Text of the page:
NotesFAQContact Us
Search Tips
Back to results
ERIC Number: ED527481
Record Type: Non-Journal
Publication Date: 2009-Jan
Pages: 101
Abstractor: ERIC
Evaluation of Connecticut's Interdistrict Magnet Schools
Cobb, Casey D.; Bifulco, Robert; Bell, Courtney
Center for Education Policy Analysis
As of October 2007, 54 interdistrict magnet schools enrolling 18,928 students were operating in Connecticut. The bulk of these schools are located in the Hartford and New Haven areas--21 in the Hartford area and 17 in the New Haven area. Interdistrict magnets also serve significant numbers of students in the Waterbury region. In keeping with the mandate of "Sheff v. O'Neill," the express purposes of interdistrict magnet schools are "to reduce, eliminate or prevent racial, ethnic or economic isolation while offering a high-quality curriculum that supports educational improvement." This report examines the extent to which interdistrict magnet schools provide students in the cities of Hartford, New Haven, and Waterbury access to less isolated environments. In addition, the authors report the results of a student survey that provides information on intergroup relations, perceptions of teachers, academic engagement and other aspects of students' experiences in interdistrict magnet schools. Finally, they estimate the impacts of attending an interdistrict magnet school on student achievement. This report highlights many positive aspects of Connecticut's interdistrict magnet schools. These are: (1) These schools provide access to less isolated learning environments for the minority students from Connecticut's most isolated central cities than do the non-magnet schools located in those cities; (2) Magnet schools, on average, appear to provide an academic climate similar to that found in a wealthy, suburban high school, and peer support for academic achievement is stronger in magnet than in non-magnet city schools; (3) Magnet school students report more positive intergroup relations than in either the city or suburban non-magnet schools that the authors surveyed; (4) Focusing on city students, there were very few differences in attitudes between 9th grade magnet students and 9th grade students in non-magnet schools. Twelve graders in magnet schools, however, feel significantly closer to White students, are more likely to have multiple White friends, have higher expectations for college, have fewer absences and skip classes much less frequently than students attending non-magnet city schools; and (5) On average, interdistrict magnet high schools have positive effects on both math and reading achievement, and interdistrict magnet middle schools have positive effects on reading achievement. Taken as a whole these findings indicate that interdistrict magnets are largely meeting their mission of providing learning environments that are both more diverse and more conducive to academic achievement than would otherwise be available to students in Connecticut's central cities. There are also reasons to believe that these more diverse and academically oriented environments are associated with more positive intergroup attitudes and relations and improved academic performance for individual students. Along with these overall positive findings, the report also reveals some areas where magnet school operators and state policy makers might focus attention moving forward. Perceptions of teacher-student relationships and sense of safety and belonging were slightly lower among magnet students compared to some non-magnet schools. The authors encourage teachers and administrators working in the magnet schools to consider whether or not this finding is applicable to their students, and to search for ways they might address this concern. For policy makers, an important concern is that the proportion of students from the central cities who attend diverse interdistrict magnet schools is low. This is true in part because there are some magnet schools that have had only limited success attracting diverse student bodies, but more significantly because the number of seats in diverse magnet schools is limited. The authors encourage policy makers to continue to search for ways to reduce racial, ethnic, and economic isolation for a larger proportion of central city students. Appended are: (1) High School Student Survey; (2) Survey Sampling Frame; (3) Scale Construction and Internal Consistency; (4) Descriptive Summaries for Magnet Schools and Students; and (5) Student Achievement Analysis. (Contains 43 tables, 4 figures and 46 footnotes.)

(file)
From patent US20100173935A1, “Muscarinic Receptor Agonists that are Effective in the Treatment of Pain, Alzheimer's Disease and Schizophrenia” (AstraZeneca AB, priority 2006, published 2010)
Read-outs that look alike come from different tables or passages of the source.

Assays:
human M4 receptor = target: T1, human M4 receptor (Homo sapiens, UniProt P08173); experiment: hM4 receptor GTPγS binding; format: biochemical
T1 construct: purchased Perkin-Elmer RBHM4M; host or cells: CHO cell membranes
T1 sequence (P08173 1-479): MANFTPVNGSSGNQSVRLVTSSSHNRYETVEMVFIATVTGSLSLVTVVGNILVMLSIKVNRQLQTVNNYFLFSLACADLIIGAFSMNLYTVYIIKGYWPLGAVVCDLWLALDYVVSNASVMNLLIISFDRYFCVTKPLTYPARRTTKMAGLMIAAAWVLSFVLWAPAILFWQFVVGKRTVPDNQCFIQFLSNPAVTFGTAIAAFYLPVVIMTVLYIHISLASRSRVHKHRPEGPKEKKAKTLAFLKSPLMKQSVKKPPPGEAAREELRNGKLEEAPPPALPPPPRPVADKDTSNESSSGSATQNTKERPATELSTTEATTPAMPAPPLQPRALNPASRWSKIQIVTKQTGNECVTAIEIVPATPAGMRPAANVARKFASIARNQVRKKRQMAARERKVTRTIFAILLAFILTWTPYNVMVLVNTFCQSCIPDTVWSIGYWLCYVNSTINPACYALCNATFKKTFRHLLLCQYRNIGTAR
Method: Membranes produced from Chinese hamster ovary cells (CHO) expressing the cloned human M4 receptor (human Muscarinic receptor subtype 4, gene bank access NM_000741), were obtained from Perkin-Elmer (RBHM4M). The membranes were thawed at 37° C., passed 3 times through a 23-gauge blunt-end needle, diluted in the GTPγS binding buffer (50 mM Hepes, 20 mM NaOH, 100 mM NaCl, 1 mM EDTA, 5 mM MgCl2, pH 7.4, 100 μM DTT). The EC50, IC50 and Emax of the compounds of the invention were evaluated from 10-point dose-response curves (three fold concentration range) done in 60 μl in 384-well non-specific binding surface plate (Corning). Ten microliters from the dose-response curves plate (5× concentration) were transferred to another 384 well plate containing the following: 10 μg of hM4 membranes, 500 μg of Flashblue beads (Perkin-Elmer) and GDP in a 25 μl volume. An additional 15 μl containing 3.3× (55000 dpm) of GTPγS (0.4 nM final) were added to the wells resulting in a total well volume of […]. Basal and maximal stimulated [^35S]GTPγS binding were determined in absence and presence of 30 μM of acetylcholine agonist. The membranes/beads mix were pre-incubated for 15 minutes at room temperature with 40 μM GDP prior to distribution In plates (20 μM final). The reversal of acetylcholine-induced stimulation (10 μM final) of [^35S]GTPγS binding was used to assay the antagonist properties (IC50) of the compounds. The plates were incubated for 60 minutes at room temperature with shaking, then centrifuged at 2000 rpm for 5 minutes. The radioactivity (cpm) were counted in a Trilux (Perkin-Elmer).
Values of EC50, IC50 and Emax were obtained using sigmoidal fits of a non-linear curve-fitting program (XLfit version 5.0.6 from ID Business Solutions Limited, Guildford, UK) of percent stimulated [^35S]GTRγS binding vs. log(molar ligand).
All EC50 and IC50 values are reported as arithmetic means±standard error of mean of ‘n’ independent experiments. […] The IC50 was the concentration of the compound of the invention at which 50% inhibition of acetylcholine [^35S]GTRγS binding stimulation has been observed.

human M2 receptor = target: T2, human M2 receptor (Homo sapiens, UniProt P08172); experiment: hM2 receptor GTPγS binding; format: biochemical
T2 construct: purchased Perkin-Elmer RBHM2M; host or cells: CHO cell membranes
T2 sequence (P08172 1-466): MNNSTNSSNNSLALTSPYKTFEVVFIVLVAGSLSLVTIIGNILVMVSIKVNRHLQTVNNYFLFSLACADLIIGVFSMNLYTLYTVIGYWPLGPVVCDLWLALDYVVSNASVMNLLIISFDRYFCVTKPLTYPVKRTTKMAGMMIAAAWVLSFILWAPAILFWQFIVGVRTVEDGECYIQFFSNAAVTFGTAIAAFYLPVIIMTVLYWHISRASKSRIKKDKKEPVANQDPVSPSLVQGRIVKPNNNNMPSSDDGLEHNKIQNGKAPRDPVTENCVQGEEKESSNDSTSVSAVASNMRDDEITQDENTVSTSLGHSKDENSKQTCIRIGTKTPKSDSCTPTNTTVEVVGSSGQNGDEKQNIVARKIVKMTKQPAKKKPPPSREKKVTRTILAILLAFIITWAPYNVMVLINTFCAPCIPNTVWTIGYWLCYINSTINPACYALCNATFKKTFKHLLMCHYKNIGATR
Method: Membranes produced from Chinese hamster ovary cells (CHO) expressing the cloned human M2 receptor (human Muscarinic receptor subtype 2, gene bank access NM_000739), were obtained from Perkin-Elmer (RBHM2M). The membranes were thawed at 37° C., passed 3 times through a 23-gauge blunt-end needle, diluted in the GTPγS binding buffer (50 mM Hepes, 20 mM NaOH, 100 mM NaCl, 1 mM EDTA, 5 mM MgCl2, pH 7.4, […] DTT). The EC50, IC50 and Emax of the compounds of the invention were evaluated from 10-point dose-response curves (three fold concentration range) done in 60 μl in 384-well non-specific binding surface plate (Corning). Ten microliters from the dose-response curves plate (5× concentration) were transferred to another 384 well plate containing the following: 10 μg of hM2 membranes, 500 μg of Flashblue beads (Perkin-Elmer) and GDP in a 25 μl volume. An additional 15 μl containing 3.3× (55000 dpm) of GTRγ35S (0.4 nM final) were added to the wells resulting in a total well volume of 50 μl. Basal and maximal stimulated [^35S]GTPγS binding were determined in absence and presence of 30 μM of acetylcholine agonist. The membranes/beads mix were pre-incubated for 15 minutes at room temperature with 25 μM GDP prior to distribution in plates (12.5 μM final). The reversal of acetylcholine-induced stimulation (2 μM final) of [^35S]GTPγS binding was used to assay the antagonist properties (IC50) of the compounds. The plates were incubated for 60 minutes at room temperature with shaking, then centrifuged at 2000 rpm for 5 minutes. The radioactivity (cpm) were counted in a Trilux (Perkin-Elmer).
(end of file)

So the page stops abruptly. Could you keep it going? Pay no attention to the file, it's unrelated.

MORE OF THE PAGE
Center for Education Policy Analysis. 249 Glenbrook Road Unit 2093, Storrs, CT 06269. Tel: 860-486-4812; Fax: 860-486-4028; Web site:
Publication Type: Reports - Research; Tests/Questionnaires
Education Level: Elementary Secondary Education; Grade 12; Grade 9; High Schools; Middle Schools; Secondary Education
Audience: Teachers; Administrators; Policymakers
Language: English
Sponsor: N/A
Authoring Institution: University of Connecticut, Center for Education Policy Analysis
Identifiers - Location: Connecticut
Identifiers - Assessments and Surveys: Connecticut Mastery Testing Program